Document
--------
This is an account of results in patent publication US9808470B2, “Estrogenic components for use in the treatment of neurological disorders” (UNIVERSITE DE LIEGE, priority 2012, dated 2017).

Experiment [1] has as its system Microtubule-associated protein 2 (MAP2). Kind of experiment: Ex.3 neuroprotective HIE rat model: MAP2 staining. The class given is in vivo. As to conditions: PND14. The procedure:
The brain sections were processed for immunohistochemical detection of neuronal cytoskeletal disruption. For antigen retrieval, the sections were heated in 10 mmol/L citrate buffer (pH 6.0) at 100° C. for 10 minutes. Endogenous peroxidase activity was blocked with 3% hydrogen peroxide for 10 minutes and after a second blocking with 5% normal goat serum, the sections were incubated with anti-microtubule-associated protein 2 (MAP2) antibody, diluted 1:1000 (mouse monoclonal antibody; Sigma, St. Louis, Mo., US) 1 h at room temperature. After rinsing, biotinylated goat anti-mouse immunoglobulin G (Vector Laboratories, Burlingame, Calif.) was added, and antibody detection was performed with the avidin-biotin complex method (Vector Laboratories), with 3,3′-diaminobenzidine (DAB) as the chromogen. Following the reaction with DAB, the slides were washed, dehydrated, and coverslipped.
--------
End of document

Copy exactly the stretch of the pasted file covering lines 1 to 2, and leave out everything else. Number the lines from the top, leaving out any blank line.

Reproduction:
This is an account of results in patent publication US9808470B2, “Estrogenic components for use in the treatment of neurological disorders” (UNIVERSITE DE LIEGE, priority 2012, dated 2017).

Experiment [1] has as its system Microtubule-associated protein 2 (MAP2). Kind of experiment: Ex.3 neuroprotective HIE rat model: MAP2 staining. The class given is in vivo. As to conditions: PND14. The procedure: